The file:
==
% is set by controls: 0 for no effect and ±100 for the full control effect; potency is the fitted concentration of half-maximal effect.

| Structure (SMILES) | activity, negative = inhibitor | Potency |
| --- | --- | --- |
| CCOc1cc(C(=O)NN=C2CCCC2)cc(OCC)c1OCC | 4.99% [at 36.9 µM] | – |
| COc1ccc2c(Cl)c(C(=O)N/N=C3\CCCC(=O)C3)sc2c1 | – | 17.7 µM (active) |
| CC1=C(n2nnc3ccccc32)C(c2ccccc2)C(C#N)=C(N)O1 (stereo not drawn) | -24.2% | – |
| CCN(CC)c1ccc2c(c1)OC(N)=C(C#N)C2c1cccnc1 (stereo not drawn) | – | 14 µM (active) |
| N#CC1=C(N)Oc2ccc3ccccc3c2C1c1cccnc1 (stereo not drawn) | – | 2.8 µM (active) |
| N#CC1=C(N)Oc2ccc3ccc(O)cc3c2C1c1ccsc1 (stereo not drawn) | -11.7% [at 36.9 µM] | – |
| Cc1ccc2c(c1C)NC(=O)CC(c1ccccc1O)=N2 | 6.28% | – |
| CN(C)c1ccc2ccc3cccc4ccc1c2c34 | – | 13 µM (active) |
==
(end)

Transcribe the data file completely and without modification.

% is set by controls: 0 for no effect and ±100 for the full control effect; potency is the fitted concentration of half-maximal effect.

| Structure (SMILES) | activity, negative = inhibitor | Potency |
| --- | --- | --- |
| CCOc1cc(C(=O)NN=C2CCCC2)cc(OCC)c1OCC | 4.99% [at 36.9 µM] | – |
| COc1ccc2c(Cl)c(C(=O)N/N=C3\CCCC(=O)C3)sc2c1 | – | 17.7 µM (active) |
| CC1=C(n2nnc3ccccc32)C(c2ccccc2)C(C#N)=C(N)O1 (stereo not drawn) | -24.2% | – |
| CCN(CC)c1ccc2c(c1)OC(N)=C(C#N)C2c1cccnc1 (stereo not drawn) | – | 14 µM (active) |
| N#CC1=C(N)Oc2ccc3ccccc3c2C1c1cccnc1 (stereo not drawn) | – | 2.8 µM (active) |
| N#CC1=C(N)Oc2ccc3ccc(O)cc3c2C1c1ccsc1 (stereo not drawn) | -11.7% [at 36.9 µM] | – |
| Cc1ccc2c(c1C)NC(=O)CC(c1ccccc1O)=N2 | 6.28% | – |
| CN(C)c1ccc2ccc3cccc4ccc1c2c34 | – | 13 µM (active) |